|Publication number||US5247136 A|
|Application number||US 07/749,947|
|Publication date||Sep 21, 1993|
|Filing date||Aug 26, 1991|
|Priority date||Aug 27, 1990|
|Publication number||07749947, 749947, US 5247136 A, US 5247136A, US-A-5247136, US5247136 A, US5247136A|
|Inventors||Kazuyuki Mitsuyasu, Tatsuji Hirano|
|Original Assignee||Fuji Polymer Industries Co., Ltd.|
|Export Citation||BiBTeX, EndNote, RefMan|
|Patent Citations (9), Non-Patent Citations (2), Referenced by (6), Classifications (14), Legal Events (6)|
|External Links: USPTO, USPTO Assignment, Espacenet|
This invention relates to resin cords with enclosed fine metal wires, which are useful as medical catheters, tubes enclosing electric wires and small diameter electric wires, and also to a method of manufacturing such cords.
Heretofore, the extrusion process for manufacturing resin-covered electric wires or the like has usually been performed by the cross head method. This prior art technique will now be described with reference to the drawings.
FIG. 7 is a sectional view showing a prior art crosshead apparatus. Referring to FIG. 7, designated at 12 is an extruder or the like for extruding resin 13, at 15 a die for molding the resin into a predetermined shape, at 14 a nipple for guiding the resin, at 16 a mandrel for leading a supplied wire, at 17 an adjustment nut, and at 18 a keyway (or a main fluid path).
The operation of the above prior art apparatus will now be described.
Resin extruded from the extruder 12 is forced out through the keyway 18, around the nipple 14 and through the die 15. Meanwhile, a wire 2 is supplied from a wire inlet and passes through the center of the nipple inside into the die 15. The resin 13 is molded around the wire 2 to produce a wire 1 which is covered with resin. The covered wire 1 is rolled up outside the die 15. When silicone rubber is used, the covered wire emerging from the die 1 is vulcanized in a tunnel oven or furnace (not shown) or the like before being rolled up.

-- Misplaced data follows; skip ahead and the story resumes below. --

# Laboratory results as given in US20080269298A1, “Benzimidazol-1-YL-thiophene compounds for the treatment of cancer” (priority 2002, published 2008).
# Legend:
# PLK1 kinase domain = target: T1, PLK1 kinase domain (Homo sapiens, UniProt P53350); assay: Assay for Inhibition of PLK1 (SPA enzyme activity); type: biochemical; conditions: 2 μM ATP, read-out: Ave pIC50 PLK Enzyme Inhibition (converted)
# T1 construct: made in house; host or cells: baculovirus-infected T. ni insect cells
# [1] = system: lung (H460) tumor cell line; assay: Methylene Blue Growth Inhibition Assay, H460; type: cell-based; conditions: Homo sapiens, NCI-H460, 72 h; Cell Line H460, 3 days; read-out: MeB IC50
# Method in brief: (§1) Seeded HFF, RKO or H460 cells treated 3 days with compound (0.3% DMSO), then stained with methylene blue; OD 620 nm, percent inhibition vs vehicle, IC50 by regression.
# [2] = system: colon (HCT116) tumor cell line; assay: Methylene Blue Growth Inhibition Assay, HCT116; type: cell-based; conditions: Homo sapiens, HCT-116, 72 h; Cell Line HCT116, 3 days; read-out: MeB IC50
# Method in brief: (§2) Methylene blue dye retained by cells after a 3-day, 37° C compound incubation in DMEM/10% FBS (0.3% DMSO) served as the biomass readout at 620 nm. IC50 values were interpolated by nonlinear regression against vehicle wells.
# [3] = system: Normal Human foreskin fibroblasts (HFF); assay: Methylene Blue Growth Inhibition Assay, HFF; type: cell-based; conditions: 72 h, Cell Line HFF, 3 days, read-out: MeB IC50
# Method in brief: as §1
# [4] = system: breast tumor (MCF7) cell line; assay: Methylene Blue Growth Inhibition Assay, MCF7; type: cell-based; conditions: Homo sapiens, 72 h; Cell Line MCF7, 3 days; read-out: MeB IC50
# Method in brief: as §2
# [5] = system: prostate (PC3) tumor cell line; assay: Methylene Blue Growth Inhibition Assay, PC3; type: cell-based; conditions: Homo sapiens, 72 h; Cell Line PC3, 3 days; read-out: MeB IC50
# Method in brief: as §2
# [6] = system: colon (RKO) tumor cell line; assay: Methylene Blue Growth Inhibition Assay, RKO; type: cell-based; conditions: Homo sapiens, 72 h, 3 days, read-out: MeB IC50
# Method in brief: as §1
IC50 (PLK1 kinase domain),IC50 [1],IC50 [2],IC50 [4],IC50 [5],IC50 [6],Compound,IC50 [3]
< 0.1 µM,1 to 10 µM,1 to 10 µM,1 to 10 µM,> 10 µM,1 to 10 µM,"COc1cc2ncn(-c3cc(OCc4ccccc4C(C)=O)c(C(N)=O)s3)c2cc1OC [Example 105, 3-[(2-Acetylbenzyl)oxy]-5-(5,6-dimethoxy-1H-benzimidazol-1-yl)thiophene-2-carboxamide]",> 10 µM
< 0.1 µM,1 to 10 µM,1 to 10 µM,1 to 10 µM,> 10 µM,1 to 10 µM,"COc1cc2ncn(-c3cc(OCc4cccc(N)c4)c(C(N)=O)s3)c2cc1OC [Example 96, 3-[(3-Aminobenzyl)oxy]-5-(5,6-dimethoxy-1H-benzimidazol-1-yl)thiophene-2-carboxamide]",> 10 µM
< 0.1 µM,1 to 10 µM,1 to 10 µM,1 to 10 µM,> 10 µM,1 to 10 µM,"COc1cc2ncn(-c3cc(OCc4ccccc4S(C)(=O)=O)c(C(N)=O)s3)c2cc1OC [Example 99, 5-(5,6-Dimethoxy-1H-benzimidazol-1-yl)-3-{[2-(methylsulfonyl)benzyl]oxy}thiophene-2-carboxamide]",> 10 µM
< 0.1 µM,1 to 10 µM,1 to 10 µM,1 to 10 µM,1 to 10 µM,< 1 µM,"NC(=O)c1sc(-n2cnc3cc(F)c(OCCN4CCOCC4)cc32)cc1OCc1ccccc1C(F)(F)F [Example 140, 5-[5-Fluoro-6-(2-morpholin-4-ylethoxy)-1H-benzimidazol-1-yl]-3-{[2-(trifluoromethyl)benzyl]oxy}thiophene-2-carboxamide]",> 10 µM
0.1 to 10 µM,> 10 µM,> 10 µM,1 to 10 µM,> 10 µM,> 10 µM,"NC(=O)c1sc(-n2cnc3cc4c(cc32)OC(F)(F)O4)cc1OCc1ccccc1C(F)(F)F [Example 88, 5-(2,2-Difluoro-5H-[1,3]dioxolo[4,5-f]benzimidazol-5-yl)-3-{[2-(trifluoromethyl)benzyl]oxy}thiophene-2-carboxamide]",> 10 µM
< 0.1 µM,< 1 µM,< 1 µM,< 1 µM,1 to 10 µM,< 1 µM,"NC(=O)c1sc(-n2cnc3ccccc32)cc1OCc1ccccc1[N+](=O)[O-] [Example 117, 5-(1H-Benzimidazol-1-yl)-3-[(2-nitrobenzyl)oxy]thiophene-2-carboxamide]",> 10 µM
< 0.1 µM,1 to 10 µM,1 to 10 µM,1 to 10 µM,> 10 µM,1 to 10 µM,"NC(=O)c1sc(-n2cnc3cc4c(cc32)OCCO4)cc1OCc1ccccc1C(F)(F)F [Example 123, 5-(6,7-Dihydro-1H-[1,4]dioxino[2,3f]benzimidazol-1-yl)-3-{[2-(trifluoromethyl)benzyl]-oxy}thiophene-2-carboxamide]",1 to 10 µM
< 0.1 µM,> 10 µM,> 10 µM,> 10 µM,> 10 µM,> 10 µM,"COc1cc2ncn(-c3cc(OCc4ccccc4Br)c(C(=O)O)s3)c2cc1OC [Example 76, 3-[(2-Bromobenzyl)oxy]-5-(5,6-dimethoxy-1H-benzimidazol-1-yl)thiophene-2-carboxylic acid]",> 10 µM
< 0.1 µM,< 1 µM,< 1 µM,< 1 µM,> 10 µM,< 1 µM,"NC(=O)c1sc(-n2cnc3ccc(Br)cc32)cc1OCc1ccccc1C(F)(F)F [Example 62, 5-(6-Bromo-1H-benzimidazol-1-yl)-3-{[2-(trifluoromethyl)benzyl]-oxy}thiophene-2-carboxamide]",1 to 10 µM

The prior art nipple 14 for manufacturing electric wires is merely a hollow one through which wires can be passed. For manufacturing a catheter, a nipple as shown in FIGS. 8 and 9 is used.
Referring to FIGS. 8 and 9, the nipple 14 has diametrically opposed small bores 19 for supplying electric wires 2 therethrough and a central small bore 20. Through the central small bore 20, air or like gas is supplied under slight pressure into the central portion of the catheter to prevent squeezing of the central portion.
Heretofore, wire-enclosed cords such as wire-enclosed tubes, medical catheters and small diameter electric wires have not been in high demand so that those cords have not been required to be very fine, and thus they can be sufficiently formed with the nipple as shown in FIGS. 8 and 9. However, recently developed very fine wire-enclosed cords such as wire-enclosed tubes, medical catheters and small diameter electric wires cannot be manufactured using the prior art nipple. This is problematic for the following reasons.
(1) Thin metal wires can protrude out of the resin portion of the cord.
(2) The provision of an independent bore for supplying a thin metal wire therethrough requires sophisticated and difficult processing.
(3) In the prior art, it is possible to process a bore to a depth (or length) of about 3 to 5 times as large as the fore diameter the bore diameter. This means that a tip portion of the mandrel is deformed due to the resin extruding force.